Watford are the Premier League’s Most Clinical Team

After eight games the Premier League season is already shaping up to be very different to last season’s, with the ‘fancied’ clubs already sitting near the top, whilst the promoted clubs and those who normally struggle are appear to be struggling.

In this week’s blog SportsMatrix examined the level of threat posed by each of the Premier League teams in front of goal after eight games. So far the number of goals scored mostly reflects the teams’ position in the table. But when looking in detail at the number of goal attempts and the threat from these attempts, then things look somewhat different.

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Whilst Tottenham Hotspur average most attempts on goal per game (18.9) and a slightly above average percentage of threatening attempts, their conversion rate is below the league average, reflected in 12 goals scored in eight games (their total of 13 goals includes an own goal). Even less effective in front of goal are Southampton, who average almost as many attempts per game (18.5) as Spurs, but with the lowest percentage of goals scored (6.1%) in the entire league from their attempts.

Manchester City, the league’s equal top scorers, average almost as many attempts on goal per game as Spurs and Southampton, but with the highest percentage of threatening attempts (32.7%) and with an above average conversion rate of goals from attempts.

Being clinical in front of goal is very important for teams reaching fewer goal attempts, with Watford and AFC Bournemouth, sitting in 10th and 11th place respectively. Whilst Watford reached a below average number of attempts on goal, they have the third highest percentage (30.9%) of threatening goal attempts and the highest conversion rate (14.8%) of any team in the League. Bournemouth average slightly more attempts on goal per game, with a marginally higher percentage (31.2%) of threatening attempts and amongst the best conversion rates (12.9%).

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Arsenal, second in the league on goal difference from Manchester City have reached an above average number of attempts on goal, posed an above average threat from these attempts and scored the second highest percentage of goals (13.3%) from attempts, already a significant improvement on their average of 10% of goals scored from attempts last season.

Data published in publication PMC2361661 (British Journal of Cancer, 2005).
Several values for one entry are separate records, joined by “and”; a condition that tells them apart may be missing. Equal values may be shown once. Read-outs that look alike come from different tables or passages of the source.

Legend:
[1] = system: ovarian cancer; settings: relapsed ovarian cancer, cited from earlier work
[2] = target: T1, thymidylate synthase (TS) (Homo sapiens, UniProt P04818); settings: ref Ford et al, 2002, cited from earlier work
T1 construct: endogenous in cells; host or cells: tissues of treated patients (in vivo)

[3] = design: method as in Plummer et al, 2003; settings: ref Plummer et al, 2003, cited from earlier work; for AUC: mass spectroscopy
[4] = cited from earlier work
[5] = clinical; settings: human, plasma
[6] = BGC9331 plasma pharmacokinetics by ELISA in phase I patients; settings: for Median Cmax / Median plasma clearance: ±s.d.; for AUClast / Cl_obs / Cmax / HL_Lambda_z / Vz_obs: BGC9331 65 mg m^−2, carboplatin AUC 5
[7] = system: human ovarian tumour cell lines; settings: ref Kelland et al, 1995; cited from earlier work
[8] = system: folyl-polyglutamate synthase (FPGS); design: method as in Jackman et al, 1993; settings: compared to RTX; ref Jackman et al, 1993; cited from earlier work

At the other end of the league the three promoted clubs (Burnley, Middlesbrough and Hull City) average fewest attempts on goal. Whilst Hull and Middlesbrough’s percentage of threatening shots is close to average, Burnley by some distance average the lowest percentage of threatening attempts on goal (13.9%) and a below average percentage of goals from their attempts. But despite averaging fewest attempts on goal per game, Hull have been the most clinical amongst the promoted clubs, with an above average conversion rate.

Sunderland, who already appear to be in danger at the foot of the table, have averaged amongst the fewest attempts on goal and scored equal fewest goals, but of more concern they have averaged amongst the lowest percentage of dangerous attempts and close to the lowest conversion rate (6.2%) of any team in the league.

Swansea City and Stoke City, who sit in 19th and 18th placed respectively, have both struggled in front of goal and are amongst the lowest scorers in the league. Whilst Stoke City have managed only slightly fewer

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attempts on goal than average and a slightly below average percentage of threatening attempts on goal, their conversion rate has been amongst the poorest (7%). Swansea have averaged almost as many attempts on goal as Stoke, but their percentage of threatening attempts is second lowest (15.6%) in the league, combined with a below average conversion rate.

Whilst there’s only so much that the data can reveal at this stage of the season, what appears to be a reasonable conclusion is that averaging a high number of attempts on goal per game is likely to be necessary for a team to survive in the Premier League, unless that team is clinical in front of goal.

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